This is a new unit for designing future things. Tobias Revell ran a lecture called ‘critical exploits’ for Interaction Design Communication students for introducing discipline’s criticality and speculative approaches and looked at various examples of Critical design.
First of all, what is Speculative Design and Critical Design?
Critical Design takes a critical theory based approach to design. This kind of design uses design fiction (a method of critical design that uses fictional and narrative scenarios to envision, explain and raise questions about possible futures for design and the society) and speculative design proposals to challenge assumptions, conceptions about the role of objects play in everyday life. Popularized by Anthony Dunne and Fiona Raby through their firm, Dunne & Raby. It was first used in Anthony Dunne’s book Hertzian Tales (1999) and further developed in Design Noir: The Secret Life of Electronic Objects (2001). Critical is more of an attitude than a style or movement; a position rather than a method. It’s opposite with affirmative design: design that reinforces the status quo. The aim of critical design is emphasising the other possibilities of design beyond solving problems. The image below compares affirmative design and critical design in several ways.
A critical design object will often challenge its audience’s preconceptions and expectations thereby provoking new ways of thinking about the object, its use, and the surrounding environment. Its opposite is affirmative design Objects made by critical designers frequently employ classic design processes—research, user experience, iteration—and apply these working processes to conceptual scenarios intended to highlight social, cultural, or political paradigms.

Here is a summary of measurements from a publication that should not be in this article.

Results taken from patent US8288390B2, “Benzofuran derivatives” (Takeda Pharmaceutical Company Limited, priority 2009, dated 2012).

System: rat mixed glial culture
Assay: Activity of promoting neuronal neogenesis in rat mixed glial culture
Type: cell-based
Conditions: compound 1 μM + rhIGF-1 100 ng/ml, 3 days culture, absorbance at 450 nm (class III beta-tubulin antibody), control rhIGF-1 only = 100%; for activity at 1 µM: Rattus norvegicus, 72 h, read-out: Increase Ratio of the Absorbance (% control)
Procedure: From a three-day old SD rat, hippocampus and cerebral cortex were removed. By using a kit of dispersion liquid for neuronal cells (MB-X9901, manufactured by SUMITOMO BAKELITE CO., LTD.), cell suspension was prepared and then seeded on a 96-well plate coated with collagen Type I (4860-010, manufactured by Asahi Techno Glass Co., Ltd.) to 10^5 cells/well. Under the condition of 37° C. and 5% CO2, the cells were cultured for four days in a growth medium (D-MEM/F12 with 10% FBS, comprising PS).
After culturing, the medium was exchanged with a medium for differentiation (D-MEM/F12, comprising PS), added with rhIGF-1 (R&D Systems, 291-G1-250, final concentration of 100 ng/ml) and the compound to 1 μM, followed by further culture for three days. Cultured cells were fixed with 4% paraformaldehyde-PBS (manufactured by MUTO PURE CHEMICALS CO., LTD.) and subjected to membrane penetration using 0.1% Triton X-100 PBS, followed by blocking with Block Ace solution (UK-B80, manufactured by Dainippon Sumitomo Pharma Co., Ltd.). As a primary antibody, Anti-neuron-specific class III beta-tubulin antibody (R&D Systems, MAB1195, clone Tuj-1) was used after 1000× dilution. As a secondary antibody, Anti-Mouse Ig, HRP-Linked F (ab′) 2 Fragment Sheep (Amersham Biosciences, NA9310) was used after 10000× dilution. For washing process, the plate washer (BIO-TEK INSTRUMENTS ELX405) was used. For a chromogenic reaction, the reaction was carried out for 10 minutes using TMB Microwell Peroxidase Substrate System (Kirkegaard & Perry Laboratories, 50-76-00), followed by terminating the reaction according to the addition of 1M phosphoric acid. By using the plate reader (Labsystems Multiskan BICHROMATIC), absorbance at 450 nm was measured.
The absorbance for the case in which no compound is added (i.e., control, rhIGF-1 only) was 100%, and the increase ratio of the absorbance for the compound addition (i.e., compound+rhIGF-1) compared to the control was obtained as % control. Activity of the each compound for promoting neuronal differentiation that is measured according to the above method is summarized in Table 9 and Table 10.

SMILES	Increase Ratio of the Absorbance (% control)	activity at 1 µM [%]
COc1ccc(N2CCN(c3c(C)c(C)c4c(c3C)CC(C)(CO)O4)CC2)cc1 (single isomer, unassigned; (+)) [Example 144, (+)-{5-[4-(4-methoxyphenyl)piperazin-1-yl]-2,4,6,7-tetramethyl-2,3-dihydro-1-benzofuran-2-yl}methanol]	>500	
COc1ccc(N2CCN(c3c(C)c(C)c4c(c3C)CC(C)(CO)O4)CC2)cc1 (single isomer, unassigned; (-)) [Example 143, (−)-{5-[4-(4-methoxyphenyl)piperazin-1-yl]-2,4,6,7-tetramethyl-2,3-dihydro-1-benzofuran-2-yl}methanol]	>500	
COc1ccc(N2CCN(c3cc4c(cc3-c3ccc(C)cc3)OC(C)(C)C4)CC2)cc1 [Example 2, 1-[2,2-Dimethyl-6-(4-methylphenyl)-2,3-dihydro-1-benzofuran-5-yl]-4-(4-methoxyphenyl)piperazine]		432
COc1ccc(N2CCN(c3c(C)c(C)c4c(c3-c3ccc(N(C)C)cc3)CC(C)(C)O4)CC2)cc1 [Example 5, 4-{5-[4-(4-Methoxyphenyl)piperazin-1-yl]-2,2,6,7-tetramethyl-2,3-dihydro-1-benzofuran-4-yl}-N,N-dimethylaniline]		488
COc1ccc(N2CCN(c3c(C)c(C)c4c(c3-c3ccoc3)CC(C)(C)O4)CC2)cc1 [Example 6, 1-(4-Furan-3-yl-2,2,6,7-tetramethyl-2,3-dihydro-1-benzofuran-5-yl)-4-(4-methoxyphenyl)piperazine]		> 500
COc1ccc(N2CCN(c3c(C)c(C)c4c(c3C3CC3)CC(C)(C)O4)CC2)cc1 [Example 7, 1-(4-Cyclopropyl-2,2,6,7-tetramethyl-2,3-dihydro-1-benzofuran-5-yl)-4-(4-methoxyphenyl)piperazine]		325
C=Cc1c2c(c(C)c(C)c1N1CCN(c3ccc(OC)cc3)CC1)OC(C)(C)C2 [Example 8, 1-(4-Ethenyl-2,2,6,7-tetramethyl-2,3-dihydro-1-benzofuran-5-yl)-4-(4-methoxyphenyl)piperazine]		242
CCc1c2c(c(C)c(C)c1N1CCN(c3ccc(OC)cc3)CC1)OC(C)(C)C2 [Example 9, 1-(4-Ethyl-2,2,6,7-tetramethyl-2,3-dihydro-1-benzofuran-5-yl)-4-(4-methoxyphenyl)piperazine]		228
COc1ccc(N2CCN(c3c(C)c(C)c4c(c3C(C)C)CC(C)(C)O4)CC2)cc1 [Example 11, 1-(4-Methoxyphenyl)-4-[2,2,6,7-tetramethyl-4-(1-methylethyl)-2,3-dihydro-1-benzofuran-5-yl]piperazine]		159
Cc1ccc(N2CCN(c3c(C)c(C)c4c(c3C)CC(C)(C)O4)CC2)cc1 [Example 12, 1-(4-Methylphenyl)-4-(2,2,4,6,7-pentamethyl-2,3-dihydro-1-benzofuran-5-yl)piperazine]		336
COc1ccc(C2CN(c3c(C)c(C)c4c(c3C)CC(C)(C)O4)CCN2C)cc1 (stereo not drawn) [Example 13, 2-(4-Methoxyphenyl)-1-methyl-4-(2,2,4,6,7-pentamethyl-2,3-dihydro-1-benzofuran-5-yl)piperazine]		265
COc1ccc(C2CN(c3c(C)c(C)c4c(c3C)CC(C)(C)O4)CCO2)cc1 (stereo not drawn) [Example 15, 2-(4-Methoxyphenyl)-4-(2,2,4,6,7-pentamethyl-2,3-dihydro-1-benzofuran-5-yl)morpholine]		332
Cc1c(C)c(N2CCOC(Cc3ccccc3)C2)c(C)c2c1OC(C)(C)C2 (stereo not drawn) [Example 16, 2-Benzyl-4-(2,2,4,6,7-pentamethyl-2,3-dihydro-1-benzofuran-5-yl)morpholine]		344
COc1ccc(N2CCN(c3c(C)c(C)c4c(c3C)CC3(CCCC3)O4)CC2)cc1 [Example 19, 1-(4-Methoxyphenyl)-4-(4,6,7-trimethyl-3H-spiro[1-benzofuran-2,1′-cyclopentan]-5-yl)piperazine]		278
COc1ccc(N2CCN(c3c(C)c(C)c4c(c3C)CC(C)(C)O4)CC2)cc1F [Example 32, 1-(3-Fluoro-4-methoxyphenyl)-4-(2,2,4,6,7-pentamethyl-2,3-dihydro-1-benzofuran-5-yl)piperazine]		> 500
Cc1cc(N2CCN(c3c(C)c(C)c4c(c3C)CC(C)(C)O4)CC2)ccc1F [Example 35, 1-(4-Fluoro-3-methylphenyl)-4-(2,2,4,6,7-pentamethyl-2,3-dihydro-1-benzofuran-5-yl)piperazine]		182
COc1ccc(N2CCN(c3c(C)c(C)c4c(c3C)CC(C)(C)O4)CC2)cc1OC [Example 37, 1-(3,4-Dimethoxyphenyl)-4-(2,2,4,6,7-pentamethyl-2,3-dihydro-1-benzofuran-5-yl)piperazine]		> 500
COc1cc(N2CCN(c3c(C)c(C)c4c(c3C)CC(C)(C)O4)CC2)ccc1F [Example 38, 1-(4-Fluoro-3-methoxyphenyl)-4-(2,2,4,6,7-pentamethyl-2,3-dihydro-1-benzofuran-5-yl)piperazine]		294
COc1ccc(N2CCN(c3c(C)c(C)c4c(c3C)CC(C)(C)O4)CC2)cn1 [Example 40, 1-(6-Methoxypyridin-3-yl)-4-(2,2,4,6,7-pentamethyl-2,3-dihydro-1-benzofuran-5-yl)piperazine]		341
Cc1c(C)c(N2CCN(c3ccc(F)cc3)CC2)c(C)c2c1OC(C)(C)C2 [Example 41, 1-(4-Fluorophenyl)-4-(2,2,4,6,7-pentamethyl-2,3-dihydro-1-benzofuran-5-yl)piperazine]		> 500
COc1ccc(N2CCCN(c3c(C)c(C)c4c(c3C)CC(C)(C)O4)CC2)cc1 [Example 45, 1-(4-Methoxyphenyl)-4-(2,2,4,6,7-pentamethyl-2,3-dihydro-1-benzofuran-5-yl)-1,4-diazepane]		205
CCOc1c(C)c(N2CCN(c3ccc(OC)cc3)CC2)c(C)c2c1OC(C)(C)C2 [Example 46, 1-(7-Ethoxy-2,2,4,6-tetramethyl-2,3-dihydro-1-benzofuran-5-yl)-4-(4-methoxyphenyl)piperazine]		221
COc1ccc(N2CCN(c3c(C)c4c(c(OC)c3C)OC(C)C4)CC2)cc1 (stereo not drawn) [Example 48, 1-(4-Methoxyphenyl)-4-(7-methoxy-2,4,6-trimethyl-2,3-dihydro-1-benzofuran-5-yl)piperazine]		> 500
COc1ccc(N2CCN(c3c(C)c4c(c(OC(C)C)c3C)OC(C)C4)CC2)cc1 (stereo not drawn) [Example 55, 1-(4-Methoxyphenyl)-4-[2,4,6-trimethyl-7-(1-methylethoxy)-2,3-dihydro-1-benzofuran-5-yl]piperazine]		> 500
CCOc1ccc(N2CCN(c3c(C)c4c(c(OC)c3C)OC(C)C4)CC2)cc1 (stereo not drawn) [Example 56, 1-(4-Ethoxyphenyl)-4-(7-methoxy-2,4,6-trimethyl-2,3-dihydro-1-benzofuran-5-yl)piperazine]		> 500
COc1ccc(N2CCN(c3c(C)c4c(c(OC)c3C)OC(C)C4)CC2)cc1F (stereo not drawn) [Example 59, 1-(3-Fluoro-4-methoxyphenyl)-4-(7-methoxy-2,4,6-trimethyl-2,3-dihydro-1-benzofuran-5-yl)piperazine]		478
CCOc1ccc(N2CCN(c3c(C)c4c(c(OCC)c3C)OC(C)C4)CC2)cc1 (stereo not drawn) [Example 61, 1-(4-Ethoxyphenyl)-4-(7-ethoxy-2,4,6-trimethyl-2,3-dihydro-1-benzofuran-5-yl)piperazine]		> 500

Nevertheless, Critical Design is discussed as an approach in Design Research, as a way to critique social, cultural, technical and economic controversies through designing critical artefacts.
The concept of critical play has come into vogue in recent years. Researcher Mary Flanagan wrote Critical Play: Radical Game Design in 2009; Lindsay Grace started the Critical Gameplay project in 2009. Grace’s Critical Gameplay project is an internationally exhibited collection of video games that apply Critical Design. The games provoke questions about the way games are designed and played. The Critical Gameplay Game, Wait, was awarded the Games for Change hall of fame award for being one of the 5 most important games for social impact since 2003. The work has been shown atElectronic Language International Festival, Games, Learning & Society Conference, Conference on Human Factors in Computing Systems among other notable events. — wikipedia
“Critical Design uses speculative design proposals to challenge narrow assumptions, preconceptions and givens about the role products play in everyday life. It is more of an attitude than anything else, a position rather than a method. Its opposite is affirmative design: design that reinforces the status quo.” — Hertzian Tales (1999) / Dunne & Raby
Design as critique is not a new idea.(Italian Radical Design 1960s-70s)
Speculative design aims to present new possibilities, through a believable path that links possibility with the present. Whether a speculative project presents something positive or negative, the fact that it is possible is something that can genuinely empower change in our lives today.
– Hertzian Tales (1999) / Dunne and Raby
– Technological Dream Series 1: Robots / Dunne and Raby (2007)
– Paro / PARO Robotics
– The Continuous Monument / Superstudio (1969)
What is future?
The future is already here – it’s just not very evenly distributed. —– William Gibson
– The Futures Cone / Dr Joseph Voros’ Version (via Stuart Candy)
– 99 Cent Futures / Extrapolation Factory (2013)
– The Golden Institute / Sascha Pohflepp (2009)
– A Brief History of Power / Tobias Revell (2011)
What is design friction?
Slate: So what is a design fiction? Bruce Sterling: It’s the deliberate use of diegetic prototypes to suspend disbelief about change.
– Productivity Future Vision / Microsoft (2009)
– Productivity Future Vision / Microsoft (2011)
– Productivity Future Vision / Microsoft (2013)
– How it feels through Google Glass / Google (2013)
– Minority Report (2002)
– Telecommunications of the 1990’s / Post Office / BT (1969)
to be continued…